Male, France, August 2008
Male, Switzerland, July 2009
Female, Switzerland, July 2012
Male, Switzerland, April 2014
Very approximate distribution. The species occurs as a rare vagrant further north.
In much of Europe, north of the Alps and
the Pyrenees, this is one of the two common clouded yellows - the other
being the clouded yellow, Colias crocea. In the south it is largely replaced by Berger's clouded yellow, Colias alfacariensis,
though the area of overlap is extensive. As a rule of thumb, the
further south you go, the more likely (on geographical grounds alone)
an individual is to be Berger's clouded yellow and the further north
you go, the more likely to be pale clouded yellow.
Thee is no real risk of confusion with the
clouded yellow as the normal ground colours of these species are so
different. In the case of f. helice - the white form of the female clouded yellow - it may be necessary to have a view of the upperside to be sure. In helice
the pale submarginal spots towards the trailing edge of the forewing
(often there is just one spot) are more or less completely enclosed
within the dark band. In pale clouded (and more so in Berger's clouded)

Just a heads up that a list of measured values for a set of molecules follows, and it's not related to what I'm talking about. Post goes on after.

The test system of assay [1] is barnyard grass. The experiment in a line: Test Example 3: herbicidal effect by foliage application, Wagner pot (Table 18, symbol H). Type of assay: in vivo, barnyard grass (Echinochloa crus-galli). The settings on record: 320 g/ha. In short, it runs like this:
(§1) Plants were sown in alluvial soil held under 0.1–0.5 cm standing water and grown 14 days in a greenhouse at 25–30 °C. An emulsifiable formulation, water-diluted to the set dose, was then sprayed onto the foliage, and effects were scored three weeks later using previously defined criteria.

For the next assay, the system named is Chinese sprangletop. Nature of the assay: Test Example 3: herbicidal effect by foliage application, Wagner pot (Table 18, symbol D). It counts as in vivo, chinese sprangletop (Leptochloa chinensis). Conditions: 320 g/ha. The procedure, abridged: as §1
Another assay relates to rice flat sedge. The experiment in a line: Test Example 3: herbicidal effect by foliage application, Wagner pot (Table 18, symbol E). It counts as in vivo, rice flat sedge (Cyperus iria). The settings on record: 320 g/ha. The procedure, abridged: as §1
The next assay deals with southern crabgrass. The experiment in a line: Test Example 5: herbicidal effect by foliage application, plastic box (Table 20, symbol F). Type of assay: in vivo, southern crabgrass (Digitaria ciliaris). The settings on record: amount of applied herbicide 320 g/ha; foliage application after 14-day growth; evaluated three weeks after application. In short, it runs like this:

the dark band tapers, leaving these spots open to the yellow ground.
Differentiating between pale clouded and Berger's clouded yellows is
more difficult and it
probably impossible to be 100% certain of identity in the field (unless
a laying female or a caterpillar is found). The wings are slightly more
pointed at the apex in pale clouded and the colour of the male is less
bright. In the hand (or looking through the wings into the sun) more
dark can be seen around the wing edges in pale clouded yellow and the
dark basal area of the forewing upperside is more fanshaped (rather
than extending predominantly along the trailing edge). The orange spot
on the upperside of the hindwing is also much brighter orange in
Berger's.None of these features is diagnostic on its own.
Berger's clouded yellow is the
predominant species in the Alps
and on calcareous soils, where it forms relatively sedentary colonies
associated with horseshoe vetch. Pale clouded yellow is more mobile and
may be found on almost any terrain. The caterpillars also take a wider
variety of foodplants. Nevertheless, it does seem to have a strong
preference for clover and I habitually locate temporary colonies by
searching clover fields in June and later, especially in areas where I
know Berger's does not fly. I am confident of the identity of all the
insects shown above.
This species hibernates as a young larva.